Stanhope stared at his superior with, awe, or at least as close to awe as he could manage, being a practical man, little given to hero-worship, unimpressionable, a mind like stone, as sure of itself as the same, but also as hard and unyielding as it. Still Detective Stanhope was impressed. All the lads in the station had watched Farrier go under with pity, keeping themselves apart, as if failure could be catching. It seemed Farrier was in possession of a disease that would destroy its carrier, and no one wanted to get too close to such a lethal thing in case they caught the sickness of failure. Stanhope had remained loyal, if a little off, he owed Farrier his promotion from uniform for Farrier had seen promise in the young constable. He wasn’t imaginative or even particularly bright for a detective, yet his hard, solid mind could carry a thought along easily and safely, undisrupted until it reached its logical conclusion. Many a time when Farrier had been bogged down by an accumulation of facts, had Stanhope glanced at the case file and seen something vital that Farrier had overlooked in the mess of detail and useless information. Stanhope had solved cases that had infuriated his peers. Yet when it came to crimes out of the ordinary, or different, that required a certain skewed perspective or leap of instinct mixed with blind faith, Stanhope was lost.
Because of this flaw in his character Stanhope had been even more perplexed than Farrier at the case of Evergreen Lane. The illogical nature of it had infuriated his ordered, stone-like mind and had driven him to distraction. He had come to the conclusion that the case was unsolvable. It was this conclusion, believed in so surely (for if you couldn’t believe in order, there was always some comfort to be gained from believing in chaos) that led to the uncharacteristic awe that Stanhope now felt as his superior explained to him the theory he had come up with.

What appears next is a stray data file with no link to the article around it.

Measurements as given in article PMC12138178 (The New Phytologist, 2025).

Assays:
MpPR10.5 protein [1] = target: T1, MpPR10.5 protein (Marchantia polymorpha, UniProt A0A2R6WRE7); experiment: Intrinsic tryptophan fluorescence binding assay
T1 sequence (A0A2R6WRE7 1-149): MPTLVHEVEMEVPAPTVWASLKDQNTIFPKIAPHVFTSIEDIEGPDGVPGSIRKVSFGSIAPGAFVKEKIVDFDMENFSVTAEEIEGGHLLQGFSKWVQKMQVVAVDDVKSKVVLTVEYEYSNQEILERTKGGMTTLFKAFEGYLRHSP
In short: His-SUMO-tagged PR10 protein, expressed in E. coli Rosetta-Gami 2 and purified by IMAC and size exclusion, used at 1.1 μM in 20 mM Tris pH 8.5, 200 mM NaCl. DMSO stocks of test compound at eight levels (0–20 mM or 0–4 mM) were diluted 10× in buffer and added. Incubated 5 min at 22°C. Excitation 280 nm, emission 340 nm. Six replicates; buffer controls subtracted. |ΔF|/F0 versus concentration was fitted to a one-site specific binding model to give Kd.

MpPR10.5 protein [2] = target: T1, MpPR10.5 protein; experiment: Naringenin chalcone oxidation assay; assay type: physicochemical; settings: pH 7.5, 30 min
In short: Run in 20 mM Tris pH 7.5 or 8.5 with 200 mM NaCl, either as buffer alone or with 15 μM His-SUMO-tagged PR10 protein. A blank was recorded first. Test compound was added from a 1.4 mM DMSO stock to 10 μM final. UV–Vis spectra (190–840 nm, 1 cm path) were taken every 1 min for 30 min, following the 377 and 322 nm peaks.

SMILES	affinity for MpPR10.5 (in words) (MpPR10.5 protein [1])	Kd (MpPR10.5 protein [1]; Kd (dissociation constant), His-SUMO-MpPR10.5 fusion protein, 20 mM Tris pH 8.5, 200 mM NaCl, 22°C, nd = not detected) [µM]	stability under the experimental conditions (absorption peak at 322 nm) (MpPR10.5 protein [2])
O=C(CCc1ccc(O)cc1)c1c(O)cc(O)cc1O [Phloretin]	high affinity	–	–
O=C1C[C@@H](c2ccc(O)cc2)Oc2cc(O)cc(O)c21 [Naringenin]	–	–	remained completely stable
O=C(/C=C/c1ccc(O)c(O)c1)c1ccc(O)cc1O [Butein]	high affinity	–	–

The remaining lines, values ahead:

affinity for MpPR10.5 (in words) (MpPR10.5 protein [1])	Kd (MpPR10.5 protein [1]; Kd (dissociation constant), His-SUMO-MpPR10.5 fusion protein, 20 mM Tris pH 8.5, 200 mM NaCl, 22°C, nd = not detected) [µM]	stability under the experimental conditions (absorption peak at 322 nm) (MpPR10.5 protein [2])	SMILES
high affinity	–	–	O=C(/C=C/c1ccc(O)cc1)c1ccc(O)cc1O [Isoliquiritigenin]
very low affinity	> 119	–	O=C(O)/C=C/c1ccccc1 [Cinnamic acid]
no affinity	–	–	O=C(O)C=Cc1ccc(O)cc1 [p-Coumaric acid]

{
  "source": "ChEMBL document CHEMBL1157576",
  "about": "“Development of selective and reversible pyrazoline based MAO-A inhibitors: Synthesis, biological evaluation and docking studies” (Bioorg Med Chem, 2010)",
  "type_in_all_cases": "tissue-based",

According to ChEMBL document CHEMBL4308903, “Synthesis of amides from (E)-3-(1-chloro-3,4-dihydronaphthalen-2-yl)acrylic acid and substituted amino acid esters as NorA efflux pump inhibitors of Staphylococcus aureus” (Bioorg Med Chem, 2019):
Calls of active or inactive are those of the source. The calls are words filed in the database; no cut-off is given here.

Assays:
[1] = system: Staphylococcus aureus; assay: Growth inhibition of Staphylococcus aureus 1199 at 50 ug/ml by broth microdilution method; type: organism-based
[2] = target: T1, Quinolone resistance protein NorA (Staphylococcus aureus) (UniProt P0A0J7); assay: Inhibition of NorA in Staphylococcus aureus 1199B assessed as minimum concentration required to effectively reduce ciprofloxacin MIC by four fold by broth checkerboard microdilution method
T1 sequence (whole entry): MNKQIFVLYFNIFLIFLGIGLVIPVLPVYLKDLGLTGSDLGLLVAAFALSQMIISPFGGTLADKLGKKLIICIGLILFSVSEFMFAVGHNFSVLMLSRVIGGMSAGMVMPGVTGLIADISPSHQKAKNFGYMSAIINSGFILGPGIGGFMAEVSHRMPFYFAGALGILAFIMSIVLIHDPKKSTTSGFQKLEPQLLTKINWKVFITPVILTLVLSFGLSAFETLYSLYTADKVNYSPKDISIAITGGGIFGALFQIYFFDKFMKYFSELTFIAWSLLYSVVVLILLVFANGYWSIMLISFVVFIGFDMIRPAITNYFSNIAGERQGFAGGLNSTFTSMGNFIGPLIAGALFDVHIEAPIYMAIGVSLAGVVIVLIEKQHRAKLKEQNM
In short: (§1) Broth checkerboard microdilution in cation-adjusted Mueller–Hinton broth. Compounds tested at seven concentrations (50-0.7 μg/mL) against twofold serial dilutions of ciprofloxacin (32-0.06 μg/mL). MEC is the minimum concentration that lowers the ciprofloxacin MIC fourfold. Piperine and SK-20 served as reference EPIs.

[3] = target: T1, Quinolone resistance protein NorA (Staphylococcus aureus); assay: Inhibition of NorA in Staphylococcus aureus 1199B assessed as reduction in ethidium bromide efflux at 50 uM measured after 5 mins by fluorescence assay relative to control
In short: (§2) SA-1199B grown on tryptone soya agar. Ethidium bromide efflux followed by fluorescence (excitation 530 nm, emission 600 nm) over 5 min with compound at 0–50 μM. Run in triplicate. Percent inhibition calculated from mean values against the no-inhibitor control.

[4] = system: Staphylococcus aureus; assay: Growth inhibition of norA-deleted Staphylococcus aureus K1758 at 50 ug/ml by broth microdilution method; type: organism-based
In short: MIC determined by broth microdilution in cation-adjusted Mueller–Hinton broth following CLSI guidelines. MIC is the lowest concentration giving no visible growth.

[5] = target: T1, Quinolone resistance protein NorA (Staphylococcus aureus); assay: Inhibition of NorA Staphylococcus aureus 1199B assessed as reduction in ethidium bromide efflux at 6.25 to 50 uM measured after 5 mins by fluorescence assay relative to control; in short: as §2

Farrier’s study was now cluttered to the point of looking like a storm had been set loose in a library. Thick bound, blank-covered books were piled on the table and shelves. Yellowed papers lay in their ragged folders on every available space, ancient newspaper cuttings scattered in front of where Farrier sat. He had a cup of coffee in his hand slowly cooling, unnoticed as Farrier excitedly explained his theory to Stanhope. For the theory, based on such things as he could never understand, Stanhope equally could not deny that it fitted the case almost perfectly. The M.O. was exact. Farrier understood what was going on, and as realisation slowly dawned in the rock face of Stanhope’s mind, he was struck by how, even in the face of certain failure, the old inspector had brought himself and his career back from the brink.